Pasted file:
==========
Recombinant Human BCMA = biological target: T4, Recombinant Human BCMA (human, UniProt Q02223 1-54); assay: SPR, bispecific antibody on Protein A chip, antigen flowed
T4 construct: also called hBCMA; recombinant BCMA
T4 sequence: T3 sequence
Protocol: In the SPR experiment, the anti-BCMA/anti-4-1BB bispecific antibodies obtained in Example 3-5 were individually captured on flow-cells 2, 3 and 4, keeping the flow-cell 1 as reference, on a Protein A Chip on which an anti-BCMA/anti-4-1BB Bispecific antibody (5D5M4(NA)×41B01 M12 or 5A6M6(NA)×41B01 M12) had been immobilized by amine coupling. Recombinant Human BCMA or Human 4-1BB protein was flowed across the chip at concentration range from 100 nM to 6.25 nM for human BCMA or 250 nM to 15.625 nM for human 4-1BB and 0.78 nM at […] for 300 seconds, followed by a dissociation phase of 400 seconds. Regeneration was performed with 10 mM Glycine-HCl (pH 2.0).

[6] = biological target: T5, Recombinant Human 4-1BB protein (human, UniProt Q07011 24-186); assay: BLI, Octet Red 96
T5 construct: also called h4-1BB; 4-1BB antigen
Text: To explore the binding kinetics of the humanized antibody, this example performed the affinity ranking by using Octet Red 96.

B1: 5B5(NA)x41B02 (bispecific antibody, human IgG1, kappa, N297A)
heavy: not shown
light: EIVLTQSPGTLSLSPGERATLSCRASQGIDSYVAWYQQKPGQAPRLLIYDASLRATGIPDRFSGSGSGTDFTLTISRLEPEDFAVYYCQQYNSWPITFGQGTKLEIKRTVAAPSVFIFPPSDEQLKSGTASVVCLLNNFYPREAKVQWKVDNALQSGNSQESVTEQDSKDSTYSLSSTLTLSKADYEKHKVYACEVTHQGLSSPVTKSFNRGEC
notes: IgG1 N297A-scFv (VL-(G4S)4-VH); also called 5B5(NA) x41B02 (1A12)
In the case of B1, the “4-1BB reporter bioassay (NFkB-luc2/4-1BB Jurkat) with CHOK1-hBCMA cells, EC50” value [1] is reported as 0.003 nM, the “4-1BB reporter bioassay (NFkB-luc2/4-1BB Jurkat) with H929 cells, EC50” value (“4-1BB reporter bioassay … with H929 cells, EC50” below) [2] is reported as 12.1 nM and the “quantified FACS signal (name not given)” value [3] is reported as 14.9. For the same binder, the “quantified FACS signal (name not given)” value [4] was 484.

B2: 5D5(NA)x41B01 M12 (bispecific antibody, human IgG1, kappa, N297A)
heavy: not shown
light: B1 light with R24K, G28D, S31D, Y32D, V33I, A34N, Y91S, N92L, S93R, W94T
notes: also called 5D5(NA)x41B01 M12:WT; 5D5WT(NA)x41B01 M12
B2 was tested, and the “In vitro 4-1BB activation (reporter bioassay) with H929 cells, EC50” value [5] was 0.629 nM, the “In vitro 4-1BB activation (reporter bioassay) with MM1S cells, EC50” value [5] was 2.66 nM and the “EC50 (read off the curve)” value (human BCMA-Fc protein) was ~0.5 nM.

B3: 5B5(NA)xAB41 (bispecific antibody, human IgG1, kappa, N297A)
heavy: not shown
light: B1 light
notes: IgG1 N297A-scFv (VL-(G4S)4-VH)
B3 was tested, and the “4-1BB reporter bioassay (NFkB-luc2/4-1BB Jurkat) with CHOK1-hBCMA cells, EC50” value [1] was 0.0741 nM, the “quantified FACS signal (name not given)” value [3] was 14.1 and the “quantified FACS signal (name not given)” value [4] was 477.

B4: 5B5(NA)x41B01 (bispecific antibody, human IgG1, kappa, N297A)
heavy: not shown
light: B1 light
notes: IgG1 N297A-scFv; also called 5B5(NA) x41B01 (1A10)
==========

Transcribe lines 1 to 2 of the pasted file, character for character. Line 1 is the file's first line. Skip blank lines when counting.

Recombinant Human BCMA = biological target: T4, Recombinant Human BCMA (human, UniProt Q02223 1-54); assay: SPR, bispecific antibody on Protein A chip, antigen flowed
T4 construct: also called hBCMA; recombinant BCMA